Here is Faber’s summary of a tactical market timing model’s impact on a U.S. stock portfolio. Although there is an advantage in absolute return for the timing model, the more striking divergences are in volatility and drawdown; Tactical may or may not be much better than passive on a return basis, but it does a great job of addressing downside risk.
Faber alludes to the seemingly inconclusive long-term return benefits of a tactical strategy, noting that if you’re only looking for returns, tactical and passive stock investment are about the same:
While the timing model outperforms in about half of all decades on an absolute basis, it improves risk-adjusted returns in about two-thirds of all decades and improves drawdown in all but two decades.
Faber’s research offers investors a simple strategy that’s relatively easy to implement. Its systematic nature removes human cognitive and emotional biases from the decision process. And it significantly improves risk-adjusted portfolio performance. Most important, the strategy has historically mitigated the most painful market drawdowns on record, preserving investor capital amid some very challenging economic times in the real world.
Any investment strategy should address the real-world drivers of its success. I believe the disposition effect means bad news makes it into the market over protracted periods, as investors remain in denial and hope that by holding on they can recover the losses incurred so far:
Unlike those in models, real investors tend to sell winning investments while holding on to their losing investments—a behavior dubbed the “disposition effect”. The disposition effect is among the most widely replicated observations regarding the behavior of individual investors. (Source)
This refusal to sell when times get rough helps prolong market downtrends. If you think of a stock’s price as the weighted average of buyer and seller behavior, then people’s aversion to loss realization should prolong downtrends; bad news comes, and investors refuse to sell based on the new information, and this refusal supports the price, creating a downward drift rather than an instant reaction. Selling winners has the opposite effect on the way up. Meanwhile, piling into or out of stocks during moments of sheer euphoria or panic can also reinforce trends in market prices. These are strong psychological forces, and I believe they serve as long-run drivers of trends in the stock market.
I also believe trend following can continue to deliver strong risk-adjusted performance and has not been/will not be arbitraged away. My reasons:
- It’s emotionally harder than it looks. In choppy markets or strongly trending bull markets, systematic trend following lags passive investing, which can prompt investors to abandon the systematic discipline and ignore risk-off signals.
- It’s not intellectually gratifying. The system is too dull and simplistic to be of interest to most investors looking for an edge in the markets. Following a moving average strategy is not something to brag about at parties.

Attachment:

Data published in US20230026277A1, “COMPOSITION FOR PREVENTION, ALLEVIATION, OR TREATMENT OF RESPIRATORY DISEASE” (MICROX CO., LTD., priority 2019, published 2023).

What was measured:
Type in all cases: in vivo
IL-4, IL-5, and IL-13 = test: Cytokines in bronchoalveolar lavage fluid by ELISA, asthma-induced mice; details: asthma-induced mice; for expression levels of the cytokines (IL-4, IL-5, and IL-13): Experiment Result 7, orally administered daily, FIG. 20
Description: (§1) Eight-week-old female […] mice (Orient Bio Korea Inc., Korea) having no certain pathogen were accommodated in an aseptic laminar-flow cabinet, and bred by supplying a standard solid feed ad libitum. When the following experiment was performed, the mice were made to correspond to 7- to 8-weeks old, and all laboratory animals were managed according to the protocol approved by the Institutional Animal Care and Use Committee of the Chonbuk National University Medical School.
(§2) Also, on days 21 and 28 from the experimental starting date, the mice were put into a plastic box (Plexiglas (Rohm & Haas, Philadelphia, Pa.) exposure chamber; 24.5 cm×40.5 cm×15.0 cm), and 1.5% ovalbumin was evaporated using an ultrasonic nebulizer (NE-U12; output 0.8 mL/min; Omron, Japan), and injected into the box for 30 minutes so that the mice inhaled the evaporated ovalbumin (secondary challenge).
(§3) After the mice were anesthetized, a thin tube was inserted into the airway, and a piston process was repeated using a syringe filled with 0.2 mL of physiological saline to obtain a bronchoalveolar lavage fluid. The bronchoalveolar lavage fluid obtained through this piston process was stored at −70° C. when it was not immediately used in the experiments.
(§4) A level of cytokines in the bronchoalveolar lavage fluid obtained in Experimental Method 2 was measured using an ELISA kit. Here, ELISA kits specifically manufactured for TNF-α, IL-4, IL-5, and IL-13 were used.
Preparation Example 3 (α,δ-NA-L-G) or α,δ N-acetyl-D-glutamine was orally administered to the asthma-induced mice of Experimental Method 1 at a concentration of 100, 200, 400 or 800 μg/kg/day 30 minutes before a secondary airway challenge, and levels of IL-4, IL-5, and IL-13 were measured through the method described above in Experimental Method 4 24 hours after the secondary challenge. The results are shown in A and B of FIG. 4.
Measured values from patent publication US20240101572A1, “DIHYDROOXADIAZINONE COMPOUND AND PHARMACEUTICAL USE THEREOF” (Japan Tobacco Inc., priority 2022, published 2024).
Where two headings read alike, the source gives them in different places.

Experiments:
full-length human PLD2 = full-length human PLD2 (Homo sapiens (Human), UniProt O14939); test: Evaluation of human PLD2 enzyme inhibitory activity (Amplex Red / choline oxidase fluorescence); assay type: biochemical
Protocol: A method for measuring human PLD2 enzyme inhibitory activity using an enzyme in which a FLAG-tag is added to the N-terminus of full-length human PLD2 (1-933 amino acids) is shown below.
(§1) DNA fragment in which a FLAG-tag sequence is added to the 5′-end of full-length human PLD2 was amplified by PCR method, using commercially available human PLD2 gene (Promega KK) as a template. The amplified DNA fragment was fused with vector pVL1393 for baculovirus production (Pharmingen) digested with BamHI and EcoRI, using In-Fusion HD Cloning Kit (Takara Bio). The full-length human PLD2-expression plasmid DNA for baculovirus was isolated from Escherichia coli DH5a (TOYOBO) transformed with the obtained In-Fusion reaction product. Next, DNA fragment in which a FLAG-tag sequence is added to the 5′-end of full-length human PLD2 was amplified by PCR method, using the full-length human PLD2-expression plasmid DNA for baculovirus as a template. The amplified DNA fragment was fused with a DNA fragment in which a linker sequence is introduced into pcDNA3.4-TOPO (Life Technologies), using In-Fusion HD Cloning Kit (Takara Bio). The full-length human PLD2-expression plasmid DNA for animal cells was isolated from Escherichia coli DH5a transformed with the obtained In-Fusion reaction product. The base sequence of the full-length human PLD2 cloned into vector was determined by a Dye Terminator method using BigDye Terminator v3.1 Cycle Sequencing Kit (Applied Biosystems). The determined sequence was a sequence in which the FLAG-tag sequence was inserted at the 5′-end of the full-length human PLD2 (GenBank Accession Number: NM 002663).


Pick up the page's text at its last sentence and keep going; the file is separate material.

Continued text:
- Its absolute return profile is unexciting. Based on historical performance, investors shouldn’t expect to beat the market using this timing strategy – only to smooth their returns and hopefully preserve their capital in times of economic stress.
This strategy’s primary objective is to reduce drawdown risk; shifting from volatile stocks into lower-returning but less volatile assets like cash or short-term T-bills is rarely going to exacerbate portfolio downside risk. Instead, the risk to this strategy manifests as the chance of missing out on returns accruing to the upside. False trend following signals in choppy sideways markets can drive underperformance of an index, invite excess portfolio churn, and hamper performance. As Faber notes, on decade-long time frames this strategy underperforms passive indexing about half the time. While that is a notable attribute to this strategy, it’s a sacrifice many investors may be willing to make, given the potential to reduce portfolio drawdowns during economically stressful periods.
Timing the market is not complete folly; only discretionary, emotional market timing is. A systematic strategy with a long-run track record of improving portfolio drawdowns, reducing volatility, and preserving long-run expected returns to stock investment is worth a great deal of consideration.
For investors who do have a bearish view of the market but may be rightly suspicious of their individual ability to successfully sell out of stocks at the right time, a partial allocation to a systematic market timing strategy might be an appropriate risk management tool.
For reference, the S&P 500 is currently about 6% above its 10 month moving price average.
(Source: Yahoo! Finance)
Disclosure: I/we have no positions in any stocks mentioned, and no plans to initiate any positions within the next 72 hours. I wrote this article myself, and it expresses my own opinions. I am not receiving compensation for it (other than from Seeking Alpha). I have no business relationship with any company whose stock is mentioned in this article.
Additional disclosure: I am long VAR, MDP, ERUS, EPOL, TUR, and a variety of low-cost, broadly diversified index funds.
Source: Seeking Alpha